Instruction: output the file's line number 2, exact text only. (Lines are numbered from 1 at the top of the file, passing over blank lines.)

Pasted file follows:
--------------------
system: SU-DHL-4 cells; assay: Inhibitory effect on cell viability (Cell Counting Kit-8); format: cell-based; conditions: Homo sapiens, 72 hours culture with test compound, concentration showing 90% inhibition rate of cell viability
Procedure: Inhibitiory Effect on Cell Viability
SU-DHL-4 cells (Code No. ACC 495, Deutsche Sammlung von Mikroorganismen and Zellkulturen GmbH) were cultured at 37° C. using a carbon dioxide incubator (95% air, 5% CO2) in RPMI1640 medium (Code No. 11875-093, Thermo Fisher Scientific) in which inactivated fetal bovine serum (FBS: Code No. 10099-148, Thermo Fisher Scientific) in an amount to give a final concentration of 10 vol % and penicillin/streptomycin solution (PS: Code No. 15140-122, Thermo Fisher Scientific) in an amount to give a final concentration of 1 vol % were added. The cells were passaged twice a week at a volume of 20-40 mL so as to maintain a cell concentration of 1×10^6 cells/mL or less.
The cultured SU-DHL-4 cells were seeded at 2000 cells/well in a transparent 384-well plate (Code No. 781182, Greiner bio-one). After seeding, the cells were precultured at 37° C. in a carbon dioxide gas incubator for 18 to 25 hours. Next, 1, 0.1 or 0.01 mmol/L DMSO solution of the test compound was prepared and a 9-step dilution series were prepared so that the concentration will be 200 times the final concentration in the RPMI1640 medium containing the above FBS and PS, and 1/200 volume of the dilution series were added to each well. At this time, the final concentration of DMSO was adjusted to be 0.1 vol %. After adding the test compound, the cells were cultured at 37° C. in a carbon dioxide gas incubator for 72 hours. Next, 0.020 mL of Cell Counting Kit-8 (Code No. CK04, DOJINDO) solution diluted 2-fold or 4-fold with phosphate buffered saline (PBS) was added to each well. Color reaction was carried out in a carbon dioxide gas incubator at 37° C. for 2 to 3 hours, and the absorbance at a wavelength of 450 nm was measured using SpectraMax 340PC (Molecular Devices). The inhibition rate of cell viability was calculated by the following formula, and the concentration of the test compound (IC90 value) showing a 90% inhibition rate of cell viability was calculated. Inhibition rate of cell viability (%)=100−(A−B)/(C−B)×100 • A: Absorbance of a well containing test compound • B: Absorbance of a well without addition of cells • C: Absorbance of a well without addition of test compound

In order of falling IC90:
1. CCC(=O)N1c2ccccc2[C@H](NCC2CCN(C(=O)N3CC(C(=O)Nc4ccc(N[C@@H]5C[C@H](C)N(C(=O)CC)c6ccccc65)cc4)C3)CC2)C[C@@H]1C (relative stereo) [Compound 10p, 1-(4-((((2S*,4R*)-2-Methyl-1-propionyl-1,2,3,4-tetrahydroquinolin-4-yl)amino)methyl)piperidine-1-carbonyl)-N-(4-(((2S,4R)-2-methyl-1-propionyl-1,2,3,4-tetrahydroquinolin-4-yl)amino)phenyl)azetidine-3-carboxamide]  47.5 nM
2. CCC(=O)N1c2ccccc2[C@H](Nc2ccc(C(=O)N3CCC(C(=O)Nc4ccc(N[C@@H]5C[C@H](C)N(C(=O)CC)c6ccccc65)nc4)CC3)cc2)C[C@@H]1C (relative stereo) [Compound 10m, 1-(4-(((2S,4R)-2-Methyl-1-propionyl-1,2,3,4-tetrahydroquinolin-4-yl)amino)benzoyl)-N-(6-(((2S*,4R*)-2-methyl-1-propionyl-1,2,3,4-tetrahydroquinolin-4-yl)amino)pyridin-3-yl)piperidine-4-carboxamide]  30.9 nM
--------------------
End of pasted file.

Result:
Procedure: Inhibitiory Effect on Cell Viability